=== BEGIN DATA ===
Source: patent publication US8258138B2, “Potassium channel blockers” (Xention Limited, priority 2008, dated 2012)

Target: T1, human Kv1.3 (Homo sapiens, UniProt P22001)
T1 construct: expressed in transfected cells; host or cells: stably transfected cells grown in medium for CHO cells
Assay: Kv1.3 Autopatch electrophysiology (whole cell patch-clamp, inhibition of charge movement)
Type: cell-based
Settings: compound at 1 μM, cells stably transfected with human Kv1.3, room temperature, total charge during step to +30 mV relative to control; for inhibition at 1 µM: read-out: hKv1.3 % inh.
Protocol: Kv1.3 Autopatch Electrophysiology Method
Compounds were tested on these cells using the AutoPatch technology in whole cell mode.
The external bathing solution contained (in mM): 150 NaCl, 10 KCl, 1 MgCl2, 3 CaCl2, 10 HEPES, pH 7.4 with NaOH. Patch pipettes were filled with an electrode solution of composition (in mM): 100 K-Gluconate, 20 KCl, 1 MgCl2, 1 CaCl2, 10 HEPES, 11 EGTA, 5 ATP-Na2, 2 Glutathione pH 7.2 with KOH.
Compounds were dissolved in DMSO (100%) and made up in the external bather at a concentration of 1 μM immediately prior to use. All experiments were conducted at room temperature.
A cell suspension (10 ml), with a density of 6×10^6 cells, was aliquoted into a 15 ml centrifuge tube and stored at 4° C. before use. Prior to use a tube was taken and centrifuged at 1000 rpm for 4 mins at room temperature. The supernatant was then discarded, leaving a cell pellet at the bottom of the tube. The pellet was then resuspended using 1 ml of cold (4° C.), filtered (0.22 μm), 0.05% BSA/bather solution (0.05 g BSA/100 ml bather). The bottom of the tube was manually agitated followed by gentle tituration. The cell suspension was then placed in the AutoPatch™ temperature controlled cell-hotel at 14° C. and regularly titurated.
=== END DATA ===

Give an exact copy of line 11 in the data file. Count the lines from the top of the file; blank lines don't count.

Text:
A cell suspension (10 ml), with a density of 6×10^6 cells, was aliquoted into a 15 ml centrifuge tube and stored at 4° C. before use. Prior to use a tube was taken and centrifuged at 1000 rpm for 4 mins at room temperature. The supernatant was then discarded, leaving a cell pellet at the bottom of the tube. The pellet was then resuspended using 1 ml of cold (4° C.), filtered (0.22 μm), 0.05% BSA/bather solution (0.05 g BSA/100 ml bather). The bottom of the tube was manually agitated followed by gentle tituration. The cell suspension was then placed in the AutoPatch™ temperature controlled cell-hotel at 14° C. and regularly titurated.